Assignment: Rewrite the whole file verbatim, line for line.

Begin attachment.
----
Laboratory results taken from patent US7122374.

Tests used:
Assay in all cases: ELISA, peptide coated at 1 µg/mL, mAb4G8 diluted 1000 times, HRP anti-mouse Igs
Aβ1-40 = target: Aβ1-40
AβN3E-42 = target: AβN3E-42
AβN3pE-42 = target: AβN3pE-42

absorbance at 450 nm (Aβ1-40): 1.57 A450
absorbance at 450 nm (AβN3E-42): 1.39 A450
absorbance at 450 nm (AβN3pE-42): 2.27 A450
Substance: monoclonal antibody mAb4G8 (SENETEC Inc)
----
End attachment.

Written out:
Laboratory results taken from patent US7122374.

Tests used:
Assay in all cases: ELISA, peptide coated at 1 µg/mL, mAb4G8 diluted 1000 times, HRP anti-mouse Igs
Aβ1-40 = target: Aβ1-40
AβN3E-42 = target: AβN3E-42
AβN3pE-42 = target: AβN3pE-42

absorbance at 450 nm (Aβ1-40): 1.57 A450
absorbance at 450 nm (AβN3E-42): 1.39 A450
absorbance at 450 nm (AβN3pE-42): 2.27 A450
Substance: monoclonal antibody mAb4G8 (SENETEC Inc)